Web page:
Hopefully just because this draft was average, King Tut won't purchase a muscle car or jacked-up truck to overcompensate. And hey, with the right breaks, maybe this team can reach the playoffs. They are projected to finish seventh in RISE UP League with a record of 6-8-0 (1,044 points). With four RBs on the roster, King Tut has a quality backfield; their RBs are projected to average 97 points this season, close to the league average of 104. They also built the best QB combo in the league, as they added Cam Newton and Russell Wilson to their squad.
King Tut took advantage of their only keeper position to hold on to Cam Newton (20.8 ADP). From an ADP perspective, he is less valuable than a first-round draft pick.
King Tut should use Week 11 to finally read War and Peace. Anything that isn't following their fantasy football team. They have five players and the most projected fantasy points on bye that week. Taking a look at the entire season from start to finish, they have an easier-than-average schedule. Along with the fifth-easiest overall schedule, both the first four games and last four games of the season are pretty average for King Tut.
Decent Idea, Mediocre Execution
King Tut might require waiver wire help in Week 11, as their No. 1- (Brandon Marshall), No. 2- (Keenan Allen) and No. 4-ranked (Mohamed Sanu) WRs will all be idle that week.
Up, Up, and Away
With four players projected to significantly beat their previous year's fantasy points, King Tut hopes to have found some up-and-coming stars.
The top half of the King Tut roster is one of the strongest in the league (ranked No. 1). However, the bottom of the roster is among the weakest (ranked No. 8).
This is the American version, folks. King Tut elected to go with three kickers, rather than adding depth at other positions.
A Dominating Pair
King Tut has a pair of fantasy MVPs in their lineup. Last season, two of their players (Cam Newton and Brandon Marshall) finished among the top-20 players that were on the most first-place fantasy teams.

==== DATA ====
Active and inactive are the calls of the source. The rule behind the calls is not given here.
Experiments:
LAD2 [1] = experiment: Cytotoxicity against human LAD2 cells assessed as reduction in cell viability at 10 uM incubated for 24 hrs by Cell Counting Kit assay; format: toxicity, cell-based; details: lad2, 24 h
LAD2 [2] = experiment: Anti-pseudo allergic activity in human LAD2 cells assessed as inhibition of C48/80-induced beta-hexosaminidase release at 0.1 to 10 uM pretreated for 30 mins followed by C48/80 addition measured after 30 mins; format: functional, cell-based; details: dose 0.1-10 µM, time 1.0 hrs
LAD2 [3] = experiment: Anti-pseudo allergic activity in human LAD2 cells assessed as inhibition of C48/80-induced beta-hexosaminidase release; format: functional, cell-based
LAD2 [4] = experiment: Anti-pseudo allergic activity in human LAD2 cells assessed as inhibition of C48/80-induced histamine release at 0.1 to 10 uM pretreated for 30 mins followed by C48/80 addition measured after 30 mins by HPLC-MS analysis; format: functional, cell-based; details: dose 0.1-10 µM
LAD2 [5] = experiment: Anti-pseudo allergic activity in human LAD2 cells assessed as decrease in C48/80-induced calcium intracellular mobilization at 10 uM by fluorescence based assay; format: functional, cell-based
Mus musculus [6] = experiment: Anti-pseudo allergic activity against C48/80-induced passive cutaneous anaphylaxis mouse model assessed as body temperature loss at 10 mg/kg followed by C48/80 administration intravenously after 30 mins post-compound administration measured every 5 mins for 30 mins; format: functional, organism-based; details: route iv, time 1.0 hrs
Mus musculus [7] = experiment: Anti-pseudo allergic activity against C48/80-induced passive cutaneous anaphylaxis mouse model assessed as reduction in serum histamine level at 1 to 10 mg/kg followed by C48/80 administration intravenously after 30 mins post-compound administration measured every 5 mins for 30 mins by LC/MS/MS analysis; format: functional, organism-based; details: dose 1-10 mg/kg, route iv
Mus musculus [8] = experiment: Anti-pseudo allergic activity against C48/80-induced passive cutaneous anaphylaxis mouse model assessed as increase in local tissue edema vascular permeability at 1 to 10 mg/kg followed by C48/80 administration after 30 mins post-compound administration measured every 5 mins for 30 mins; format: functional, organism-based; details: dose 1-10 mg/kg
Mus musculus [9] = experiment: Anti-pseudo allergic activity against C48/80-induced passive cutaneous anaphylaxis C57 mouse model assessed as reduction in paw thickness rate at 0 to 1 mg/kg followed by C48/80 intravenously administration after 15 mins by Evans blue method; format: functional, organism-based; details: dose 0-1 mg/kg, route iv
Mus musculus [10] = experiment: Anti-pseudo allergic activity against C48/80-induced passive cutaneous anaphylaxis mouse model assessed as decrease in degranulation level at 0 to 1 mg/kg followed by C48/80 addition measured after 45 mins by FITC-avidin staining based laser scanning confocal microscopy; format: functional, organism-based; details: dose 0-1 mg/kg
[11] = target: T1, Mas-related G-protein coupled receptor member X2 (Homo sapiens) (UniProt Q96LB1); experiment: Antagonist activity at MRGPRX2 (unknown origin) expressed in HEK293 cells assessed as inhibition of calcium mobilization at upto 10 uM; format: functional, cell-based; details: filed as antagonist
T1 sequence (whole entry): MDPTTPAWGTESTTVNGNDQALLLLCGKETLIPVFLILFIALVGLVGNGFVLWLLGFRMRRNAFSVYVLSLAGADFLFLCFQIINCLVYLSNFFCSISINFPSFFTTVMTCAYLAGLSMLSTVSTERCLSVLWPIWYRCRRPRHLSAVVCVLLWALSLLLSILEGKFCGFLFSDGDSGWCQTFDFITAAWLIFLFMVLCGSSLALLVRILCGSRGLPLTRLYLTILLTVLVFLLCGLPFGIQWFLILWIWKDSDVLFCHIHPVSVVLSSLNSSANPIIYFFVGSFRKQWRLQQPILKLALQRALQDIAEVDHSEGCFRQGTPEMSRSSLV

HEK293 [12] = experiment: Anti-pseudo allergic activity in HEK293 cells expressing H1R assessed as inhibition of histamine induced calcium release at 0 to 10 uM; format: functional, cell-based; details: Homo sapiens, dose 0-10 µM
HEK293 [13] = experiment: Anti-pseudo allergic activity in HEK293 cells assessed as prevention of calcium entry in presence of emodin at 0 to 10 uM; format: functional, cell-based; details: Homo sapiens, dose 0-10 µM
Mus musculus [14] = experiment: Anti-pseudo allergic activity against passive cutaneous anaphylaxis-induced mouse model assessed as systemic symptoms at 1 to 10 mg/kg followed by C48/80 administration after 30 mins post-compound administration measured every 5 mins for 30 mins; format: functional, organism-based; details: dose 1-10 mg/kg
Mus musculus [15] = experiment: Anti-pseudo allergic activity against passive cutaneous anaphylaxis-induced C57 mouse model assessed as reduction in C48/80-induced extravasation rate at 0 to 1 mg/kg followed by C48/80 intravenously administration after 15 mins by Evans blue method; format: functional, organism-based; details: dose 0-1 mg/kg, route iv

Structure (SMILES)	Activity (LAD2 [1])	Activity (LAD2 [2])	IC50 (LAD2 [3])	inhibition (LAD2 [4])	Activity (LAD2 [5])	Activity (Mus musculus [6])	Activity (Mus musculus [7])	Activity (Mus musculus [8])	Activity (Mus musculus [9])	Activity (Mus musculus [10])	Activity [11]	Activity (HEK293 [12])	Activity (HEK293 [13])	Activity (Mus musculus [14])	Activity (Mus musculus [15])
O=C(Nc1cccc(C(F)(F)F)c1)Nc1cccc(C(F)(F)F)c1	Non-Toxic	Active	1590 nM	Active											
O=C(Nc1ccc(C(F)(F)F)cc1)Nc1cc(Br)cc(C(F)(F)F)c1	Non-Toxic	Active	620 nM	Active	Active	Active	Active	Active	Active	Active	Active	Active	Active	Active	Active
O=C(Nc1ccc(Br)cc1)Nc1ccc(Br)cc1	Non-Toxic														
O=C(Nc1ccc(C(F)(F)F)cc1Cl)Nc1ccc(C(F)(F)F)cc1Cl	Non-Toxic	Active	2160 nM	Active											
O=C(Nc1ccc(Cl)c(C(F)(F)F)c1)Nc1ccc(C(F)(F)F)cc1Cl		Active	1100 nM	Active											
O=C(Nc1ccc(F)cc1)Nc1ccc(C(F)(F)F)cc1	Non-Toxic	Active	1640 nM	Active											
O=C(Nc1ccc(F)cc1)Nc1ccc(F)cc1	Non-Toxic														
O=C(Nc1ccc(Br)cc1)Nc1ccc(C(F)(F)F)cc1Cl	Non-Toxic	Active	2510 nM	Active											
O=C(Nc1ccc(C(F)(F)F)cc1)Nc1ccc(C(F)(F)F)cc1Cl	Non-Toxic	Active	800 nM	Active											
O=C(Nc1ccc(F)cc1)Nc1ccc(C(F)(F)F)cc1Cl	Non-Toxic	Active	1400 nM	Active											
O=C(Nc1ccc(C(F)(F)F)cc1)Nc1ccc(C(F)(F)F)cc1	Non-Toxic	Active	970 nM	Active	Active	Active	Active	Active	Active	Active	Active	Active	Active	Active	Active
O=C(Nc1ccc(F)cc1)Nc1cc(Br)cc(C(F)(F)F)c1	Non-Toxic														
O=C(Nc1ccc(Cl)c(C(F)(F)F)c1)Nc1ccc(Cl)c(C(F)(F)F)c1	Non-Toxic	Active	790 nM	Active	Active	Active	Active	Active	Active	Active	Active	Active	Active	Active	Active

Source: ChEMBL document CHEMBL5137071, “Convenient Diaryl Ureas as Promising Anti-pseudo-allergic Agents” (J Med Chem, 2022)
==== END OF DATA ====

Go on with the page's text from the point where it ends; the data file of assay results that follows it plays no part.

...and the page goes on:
Beginning with a Bang
King Tut got off to a sizzling start, amassing the most projected points in the league during the first half of the draft.
Did King Tut Just Dab?
- Cam Newton, QB
- Round 1, Pick 2
Among QBs last season, only Tom Brady appeared on more first-place fantasy rosters than Carolina's signal-caller.
116 Excuses to Cheer for Brandon Marshall
- B. Marshall, WR
- Round 2, Pick 19
Marshall ranks seventh in the RISE UP League among wideouts with 116 projected fantasy points.
The Power of Persuasion
- Keenan Allen, WR
- Round 3, Pick 22
Now would be a reasonable time for King Tut to encourage the RISE UP League to increase the value of receptions. They grabbed Keenan Allen and his 99 projected catches (ranked fifth in the NFL).
Wait For It
- Carlos Hyde, RB
- Round 4, Pick 39
King Tut held off on drafting a RB early, waiting until the fourth round to snag their "lead back" (Carlos Hyde).
Effective, Efficient, and Elite
- Russell Wilson, QB
- Round 5, Pick 42
Wilson joined Brady and Rodgers as the only QBs to throw for more than 25 touchdowns and have fewer than 10 interceptions last season.
King Tut has three positions that may need to be addressed at some point, including RB and DEF, which look like the biggest areas of need.
- Chris Ivory
- Rank 85, ADP 101
- Danny Woodhead
- Rank 95, ADP 117
- Green Bay Defense
- Rank 236, ADP 133
- Indianapolis Defense
- Rank 243, ADP 130
Bye Week Points LostPoints
Each bar represents the total projected season points for each player that's on bye that week. This chart shows any potential bye week issues.
Pick Number Minus ADPPick Number
Bars above zero indicate a pick was selected later than a player's ADP. Bars below zero show players that were taken earlier than their ADP.
Avg Points by Position vs LeagueTeam League
The average projected points for all the players at each position versus the average projected points for all players at that position in the league.
Schedule by Opponent PointsWeek
Week-by-week schedule with each opponent's projected season points. This chart shows any difficult or easy stretches in the schedule.
How We Grade
Draft grades are based strictly on teams' draft performances. This is calculated by counting the number of fantasy points teams are projected to score over the course of the season using their optimal line-ups. The grades do not take schedule into account. Because of bye weeks and other variables it is possible to earn a high grade yet be projected to finish in the middle of the pack. The opposite is also true. Bottom line: Fantasy Football is like the real game. You can draft the greatest talent in the world but you still need to manage your team every week to get the most out of that talent. As a wise man once said, "On any given Sunday..."